What if companies started colleges? This week we look into corporate America’s education offerings and debate the possibility of going to Google University.
It’s almost too easy to find stories of companies hiring AI/ML talent away from universities. Every major tech company on the planet is guilty. The peak stealing story was when Uber recruited one third, or 50 academics from the Carnegie Mellon Robotics Institute to work for their self driving unit. Even more awkward, was apparently the new Uber lab was so close to the CMU facility, that the buildings shared a parking lot…which is funny in its own way because self driving cars will eliminate the need for parking lot…
Despite the poaching, universities are expanding their push into AI. Just this week, MIT announced a $1bn initiative to start a new college dedicated to solely to studying AI. The new MIT program covers everything from technical research, to ethics, to the global effects of AI. As colleges invest more in this space, how do companies compete? That got me thinking…
Why don’t companies just start colleges?
The idea would be simple: company XYZ would offer a fully funded four year degree, with the stipulation that the student would have to work for that company for a minimum of four years. Or, for the top graduates of the class, the company would give a certain amount of funding to the student upon completion of the degree to start their own venture, with the company getting a 50% stake.
Let’s say Google started a college, and named it Google University, or Goo U for short. Goo U would be fundamentally different than college. Instead of GPA, tests and all of that jazz, everything would be project focused. Projects could range from building a startup to building new products to helping teams improve their existing products. For example, you could take a marketing class, but instead of homework, you must become the campaign manager/CMO of a project that one of your classmates is building.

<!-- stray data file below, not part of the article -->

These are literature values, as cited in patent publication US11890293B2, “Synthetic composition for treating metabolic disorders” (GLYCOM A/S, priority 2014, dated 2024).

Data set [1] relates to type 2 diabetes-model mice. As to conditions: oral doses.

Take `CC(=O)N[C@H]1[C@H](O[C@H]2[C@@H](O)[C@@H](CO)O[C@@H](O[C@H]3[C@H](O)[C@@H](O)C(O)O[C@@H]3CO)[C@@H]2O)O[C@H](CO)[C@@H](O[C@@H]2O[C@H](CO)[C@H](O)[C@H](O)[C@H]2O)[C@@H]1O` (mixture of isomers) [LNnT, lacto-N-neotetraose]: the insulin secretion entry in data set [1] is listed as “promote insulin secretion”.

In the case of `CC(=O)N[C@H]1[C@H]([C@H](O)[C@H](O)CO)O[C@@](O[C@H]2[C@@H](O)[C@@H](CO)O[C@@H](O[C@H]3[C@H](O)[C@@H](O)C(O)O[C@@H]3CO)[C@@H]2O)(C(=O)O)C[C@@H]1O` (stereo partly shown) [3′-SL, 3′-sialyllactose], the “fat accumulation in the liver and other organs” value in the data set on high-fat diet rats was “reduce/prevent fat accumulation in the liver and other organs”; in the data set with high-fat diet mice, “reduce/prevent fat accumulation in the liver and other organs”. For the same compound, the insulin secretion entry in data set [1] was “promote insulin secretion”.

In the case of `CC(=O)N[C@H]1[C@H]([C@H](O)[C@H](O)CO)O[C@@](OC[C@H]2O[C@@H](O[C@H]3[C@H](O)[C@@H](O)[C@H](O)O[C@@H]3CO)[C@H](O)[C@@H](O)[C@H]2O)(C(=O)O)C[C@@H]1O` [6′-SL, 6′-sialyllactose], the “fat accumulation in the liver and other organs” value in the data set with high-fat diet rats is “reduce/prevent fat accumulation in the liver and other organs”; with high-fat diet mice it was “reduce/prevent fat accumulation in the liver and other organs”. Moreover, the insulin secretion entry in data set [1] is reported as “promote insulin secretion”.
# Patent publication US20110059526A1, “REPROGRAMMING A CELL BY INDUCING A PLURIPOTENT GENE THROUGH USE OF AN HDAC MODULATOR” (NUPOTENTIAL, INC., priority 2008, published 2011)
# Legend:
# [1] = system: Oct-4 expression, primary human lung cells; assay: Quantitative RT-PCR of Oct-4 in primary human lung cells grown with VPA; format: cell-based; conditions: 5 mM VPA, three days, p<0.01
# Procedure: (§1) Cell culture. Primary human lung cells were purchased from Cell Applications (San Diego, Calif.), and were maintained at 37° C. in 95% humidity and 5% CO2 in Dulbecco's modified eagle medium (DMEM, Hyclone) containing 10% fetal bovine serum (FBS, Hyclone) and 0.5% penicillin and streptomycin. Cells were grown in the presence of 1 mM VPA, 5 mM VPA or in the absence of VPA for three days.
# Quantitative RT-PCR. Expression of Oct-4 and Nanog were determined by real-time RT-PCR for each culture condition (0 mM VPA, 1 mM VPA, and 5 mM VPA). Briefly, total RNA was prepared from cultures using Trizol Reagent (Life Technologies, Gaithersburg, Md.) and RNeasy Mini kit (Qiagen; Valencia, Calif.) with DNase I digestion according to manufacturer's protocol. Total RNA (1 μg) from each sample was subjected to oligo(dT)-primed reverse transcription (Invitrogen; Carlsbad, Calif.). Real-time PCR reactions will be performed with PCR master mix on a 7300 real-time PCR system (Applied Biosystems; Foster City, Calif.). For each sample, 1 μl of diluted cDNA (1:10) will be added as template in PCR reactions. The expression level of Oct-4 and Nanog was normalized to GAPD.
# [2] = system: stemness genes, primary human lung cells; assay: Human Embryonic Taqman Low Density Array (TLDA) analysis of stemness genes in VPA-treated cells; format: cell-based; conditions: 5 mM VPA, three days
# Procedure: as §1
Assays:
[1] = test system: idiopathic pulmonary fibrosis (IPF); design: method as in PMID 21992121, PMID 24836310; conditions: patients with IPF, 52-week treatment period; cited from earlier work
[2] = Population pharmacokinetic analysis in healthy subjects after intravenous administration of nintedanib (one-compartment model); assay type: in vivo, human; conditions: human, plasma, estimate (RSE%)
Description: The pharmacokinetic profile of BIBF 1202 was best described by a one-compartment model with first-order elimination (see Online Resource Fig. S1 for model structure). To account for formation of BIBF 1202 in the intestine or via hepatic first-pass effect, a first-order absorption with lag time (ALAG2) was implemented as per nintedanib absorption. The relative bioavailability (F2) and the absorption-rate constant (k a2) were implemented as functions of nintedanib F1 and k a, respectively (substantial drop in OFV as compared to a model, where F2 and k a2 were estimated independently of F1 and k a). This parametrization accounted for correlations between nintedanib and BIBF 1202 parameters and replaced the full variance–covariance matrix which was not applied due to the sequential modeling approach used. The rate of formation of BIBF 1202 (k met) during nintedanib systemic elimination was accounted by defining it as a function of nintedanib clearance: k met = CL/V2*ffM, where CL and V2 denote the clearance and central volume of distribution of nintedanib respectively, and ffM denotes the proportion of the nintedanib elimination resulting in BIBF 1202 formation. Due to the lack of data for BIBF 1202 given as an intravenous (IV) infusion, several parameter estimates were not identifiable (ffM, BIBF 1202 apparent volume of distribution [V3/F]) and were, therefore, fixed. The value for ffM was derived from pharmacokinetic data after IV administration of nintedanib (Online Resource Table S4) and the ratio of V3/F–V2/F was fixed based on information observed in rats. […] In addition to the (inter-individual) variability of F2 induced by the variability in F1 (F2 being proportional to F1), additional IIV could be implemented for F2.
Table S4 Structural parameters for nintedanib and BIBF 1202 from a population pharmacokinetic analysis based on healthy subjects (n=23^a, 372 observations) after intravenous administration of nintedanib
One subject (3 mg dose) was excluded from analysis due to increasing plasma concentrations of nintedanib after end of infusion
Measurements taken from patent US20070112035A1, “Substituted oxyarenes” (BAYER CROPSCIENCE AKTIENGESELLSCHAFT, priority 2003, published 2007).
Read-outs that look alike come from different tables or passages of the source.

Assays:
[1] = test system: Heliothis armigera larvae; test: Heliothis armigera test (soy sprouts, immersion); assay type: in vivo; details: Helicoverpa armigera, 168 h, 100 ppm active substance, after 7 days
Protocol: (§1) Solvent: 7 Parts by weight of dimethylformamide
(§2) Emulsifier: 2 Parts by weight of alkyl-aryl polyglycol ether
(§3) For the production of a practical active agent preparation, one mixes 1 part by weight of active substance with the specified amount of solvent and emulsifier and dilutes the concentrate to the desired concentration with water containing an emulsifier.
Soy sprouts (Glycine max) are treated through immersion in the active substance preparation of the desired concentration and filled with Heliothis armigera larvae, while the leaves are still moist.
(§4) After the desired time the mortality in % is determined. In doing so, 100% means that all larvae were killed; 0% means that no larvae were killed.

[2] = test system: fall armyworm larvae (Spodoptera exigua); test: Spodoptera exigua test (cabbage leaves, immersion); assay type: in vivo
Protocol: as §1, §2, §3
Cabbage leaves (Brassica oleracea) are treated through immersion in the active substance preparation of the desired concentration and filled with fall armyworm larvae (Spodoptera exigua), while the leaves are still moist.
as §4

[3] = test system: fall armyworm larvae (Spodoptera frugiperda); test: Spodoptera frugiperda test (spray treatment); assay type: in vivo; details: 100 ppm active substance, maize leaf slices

Actually, Google is already doing this
In 2015, Google launched what they are calling the “AI Residency”, a yearlong program which allows residents to research real world machine learning projects. In their description of the “AI Residency”, Google says “The residency program is similar to spending a year in a Master’s or PhD program in machine learning.” Sounds like a college to me.
If companies aren’t fully starting colleges, they are now influencing how they teach courses. Wired ran an interesting piece in 2017 describing how Eastern Washington University (EMU) introduced a new data science program. EMU was able to launch the new program in record time because it relied on already created materials from Microsoft. While the focus of the article was more about how do we retrain people for changing industries, it should be more noted that companies may be looking to have a more increased role in determining what gets taught in colleges.
Companies are also developing learning resources
This mirrors closely with another trend of tech companies creating content for online courses. Microsoft and Linux both have their own pages on eDX, a massive open online course (MOOC) site. Google also offers free online courses about machine learning, targeted towards developers. Finally, just the other day I got an email from Coursera talking about how I should enroll in a course put together by IBM on data science.
But will people want to go to Goo U?
I admit, there are a lot of problems with this. Goo U is probably not going to offer liberal arts courses, so they would probably have to partner with another university to take them. The Goo U college experience would probably be not that great. if there are only 100 – 200 kids in the school, I can’t imagine the parties being that great (although, if you went to a tech school, like I did, you already know the parties aren’t good). And there certainly wouldn’t be a division 1 football team…
But if you don’t want to spend the $200k to get a degree and like the idea of a guaranteed job after school, Goo U may not be so bad.
They just need a good mascot…
Another idea would be creating a Masters program for entirely new industries. Take blockchain for example. The idea would be Google starts a blockchain school and anyone in the company can apply to get a “Masters” in it. People maintain their original salary, but when they graduate the college, they have to try and apply what they learned in the new college, to help Google’s bottom line.
If Google takes this idea, the only thing I ask is to name the new school, the “Andrew Van Aken College of Blockchain.” A small ask, I know.